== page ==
A recent report provides an unusual look at restless legs syndrome. The report describes an amputee who developed RLS in his “phantom” leg.
The 54-year-old man had his left leg amputated 22 years ago. He developed RLS in his remaining leg. Episodes of RLS also occurred to the leg that had been amputated.
Treatment with medication improved his symptoms. Movement of his leg and “phantom movement” of the amputated leg also provided relief.
The authors conclude that this case provides support for the important role of central nervous system dysfunction in the development of RLS.
The drugs most commonly used to treat RLS are “dopamine agonists” such as pramipexole (Mirapex) or ropinirole (Requip). Dopamine is a neurotransmitter. It acts within the brain to help regulate movement.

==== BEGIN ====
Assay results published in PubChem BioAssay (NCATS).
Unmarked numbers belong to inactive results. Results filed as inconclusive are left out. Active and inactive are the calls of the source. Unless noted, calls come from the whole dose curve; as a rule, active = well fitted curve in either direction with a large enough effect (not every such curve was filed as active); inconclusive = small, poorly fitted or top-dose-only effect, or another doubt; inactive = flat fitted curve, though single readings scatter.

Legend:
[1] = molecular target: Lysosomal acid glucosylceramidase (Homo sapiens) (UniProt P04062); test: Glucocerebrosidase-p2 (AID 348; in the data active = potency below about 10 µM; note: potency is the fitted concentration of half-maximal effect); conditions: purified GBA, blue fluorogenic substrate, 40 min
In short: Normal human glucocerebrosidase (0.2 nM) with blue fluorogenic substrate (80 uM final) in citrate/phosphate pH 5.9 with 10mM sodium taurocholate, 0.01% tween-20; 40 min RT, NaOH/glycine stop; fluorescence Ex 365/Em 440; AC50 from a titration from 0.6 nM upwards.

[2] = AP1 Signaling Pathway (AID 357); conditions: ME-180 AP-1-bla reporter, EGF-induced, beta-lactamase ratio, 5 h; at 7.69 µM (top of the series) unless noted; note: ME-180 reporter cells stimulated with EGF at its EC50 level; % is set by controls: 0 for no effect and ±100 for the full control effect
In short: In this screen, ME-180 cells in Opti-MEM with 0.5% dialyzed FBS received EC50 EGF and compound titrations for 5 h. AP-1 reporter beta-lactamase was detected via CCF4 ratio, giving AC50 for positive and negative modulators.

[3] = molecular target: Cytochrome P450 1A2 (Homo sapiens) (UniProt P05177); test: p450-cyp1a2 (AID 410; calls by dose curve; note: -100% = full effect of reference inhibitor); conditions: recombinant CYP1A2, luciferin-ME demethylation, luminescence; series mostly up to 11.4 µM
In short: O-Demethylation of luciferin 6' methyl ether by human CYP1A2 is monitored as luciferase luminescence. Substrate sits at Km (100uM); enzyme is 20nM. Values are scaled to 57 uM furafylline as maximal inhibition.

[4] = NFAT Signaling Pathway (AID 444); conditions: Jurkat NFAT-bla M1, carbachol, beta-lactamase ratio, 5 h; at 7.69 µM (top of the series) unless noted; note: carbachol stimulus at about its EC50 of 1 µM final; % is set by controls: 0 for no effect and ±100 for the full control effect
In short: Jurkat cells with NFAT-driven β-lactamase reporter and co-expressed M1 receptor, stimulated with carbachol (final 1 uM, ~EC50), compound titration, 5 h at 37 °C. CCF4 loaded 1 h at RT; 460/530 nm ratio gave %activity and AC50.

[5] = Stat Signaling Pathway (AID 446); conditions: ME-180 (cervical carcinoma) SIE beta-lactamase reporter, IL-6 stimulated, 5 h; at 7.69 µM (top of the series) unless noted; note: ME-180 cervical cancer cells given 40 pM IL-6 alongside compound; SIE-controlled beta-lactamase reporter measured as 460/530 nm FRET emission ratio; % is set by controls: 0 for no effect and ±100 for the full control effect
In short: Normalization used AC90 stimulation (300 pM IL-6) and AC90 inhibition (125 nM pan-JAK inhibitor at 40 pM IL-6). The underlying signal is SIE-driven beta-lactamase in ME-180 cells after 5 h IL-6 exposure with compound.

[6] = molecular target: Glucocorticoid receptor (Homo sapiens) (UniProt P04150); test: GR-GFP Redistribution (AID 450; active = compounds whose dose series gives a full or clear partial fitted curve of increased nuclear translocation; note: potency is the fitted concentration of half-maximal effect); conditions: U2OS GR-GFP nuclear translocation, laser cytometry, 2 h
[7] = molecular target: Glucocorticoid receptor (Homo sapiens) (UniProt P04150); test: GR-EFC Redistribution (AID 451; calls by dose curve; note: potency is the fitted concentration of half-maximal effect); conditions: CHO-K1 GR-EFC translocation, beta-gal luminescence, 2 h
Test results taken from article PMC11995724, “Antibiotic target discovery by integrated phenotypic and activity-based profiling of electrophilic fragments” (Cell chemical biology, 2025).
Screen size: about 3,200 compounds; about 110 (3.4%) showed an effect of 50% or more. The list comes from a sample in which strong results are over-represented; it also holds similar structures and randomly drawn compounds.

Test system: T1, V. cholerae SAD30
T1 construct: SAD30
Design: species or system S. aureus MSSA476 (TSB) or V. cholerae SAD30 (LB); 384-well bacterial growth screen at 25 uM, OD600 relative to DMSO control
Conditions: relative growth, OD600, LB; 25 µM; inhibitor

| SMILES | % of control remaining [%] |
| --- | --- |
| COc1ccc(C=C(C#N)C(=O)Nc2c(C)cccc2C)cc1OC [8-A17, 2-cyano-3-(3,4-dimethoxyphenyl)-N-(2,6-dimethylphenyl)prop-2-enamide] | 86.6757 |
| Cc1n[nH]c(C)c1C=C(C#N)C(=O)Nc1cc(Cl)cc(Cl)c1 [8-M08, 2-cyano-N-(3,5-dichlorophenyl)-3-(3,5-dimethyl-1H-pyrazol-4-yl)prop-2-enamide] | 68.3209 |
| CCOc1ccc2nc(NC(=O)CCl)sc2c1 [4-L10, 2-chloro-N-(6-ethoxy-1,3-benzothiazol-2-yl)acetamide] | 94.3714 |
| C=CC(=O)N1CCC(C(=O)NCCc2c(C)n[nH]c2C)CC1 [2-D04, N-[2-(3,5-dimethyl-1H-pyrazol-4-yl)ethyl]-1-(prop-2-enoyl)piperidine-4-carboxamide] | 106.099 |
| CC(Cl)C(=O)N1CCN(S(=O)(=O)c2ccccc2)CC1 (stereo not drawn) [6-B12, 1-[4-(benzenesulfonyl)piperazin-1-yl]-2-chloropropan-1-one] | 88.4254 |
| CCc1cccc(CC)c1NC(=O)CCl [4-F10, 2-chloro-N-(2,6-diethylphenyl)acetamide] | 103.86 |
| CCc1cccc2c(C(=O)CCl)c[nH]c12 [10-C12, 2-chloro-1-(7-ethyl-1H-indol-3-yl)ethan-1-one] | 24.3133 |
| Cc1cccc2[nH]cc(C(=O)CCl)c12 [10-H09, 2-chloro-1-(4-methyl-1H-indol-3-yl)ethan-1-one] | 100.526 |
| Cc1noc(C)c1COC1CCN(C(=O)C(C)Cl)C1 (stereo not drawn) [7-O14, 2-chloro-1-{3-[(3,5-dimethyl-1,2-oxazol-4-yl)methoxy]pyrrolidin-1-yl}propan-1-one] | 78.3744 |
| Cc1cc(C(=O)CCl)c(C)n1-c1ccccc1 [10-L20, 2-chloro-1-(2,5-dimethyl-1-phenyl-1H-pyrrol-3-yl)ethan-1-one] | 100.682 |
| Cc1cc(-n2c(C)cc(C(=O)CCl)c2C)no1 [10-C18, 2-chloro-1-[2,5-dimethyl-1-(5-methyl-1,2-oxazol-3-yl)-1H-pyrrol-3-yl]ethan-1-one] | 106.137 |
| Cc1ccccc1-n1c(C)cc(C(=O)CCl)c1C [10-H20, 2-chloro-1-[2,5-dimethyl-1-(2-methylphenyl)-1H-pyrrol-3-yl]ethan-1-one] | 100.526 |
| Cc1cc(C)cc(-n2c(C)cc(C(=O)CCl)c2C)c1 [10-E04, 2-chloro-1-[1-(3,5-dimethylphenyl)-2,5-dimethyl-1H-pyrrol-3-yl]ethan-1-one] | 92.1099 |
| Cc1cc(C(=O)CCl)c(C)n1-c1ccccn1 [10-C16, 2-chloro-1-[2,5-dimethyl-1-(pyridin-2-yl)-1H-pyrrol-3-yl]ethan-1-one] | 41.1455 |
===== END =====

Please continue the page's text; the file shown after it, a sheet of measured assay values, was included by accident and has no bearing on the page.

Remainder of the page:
A 2005 study found that phantom pain often occurs after the amputation of a limb. The study involved 914 people who had a limb amputated. Eighty percent reported experiencing phantom pain in the previous four weeks.
Phantom pain also is a long-term problem. A 2008 study reported that phantom pain and phantom sensation often occur 12 months or more after amputation.
Learn about the genetics of RLS on SleepEducation.com.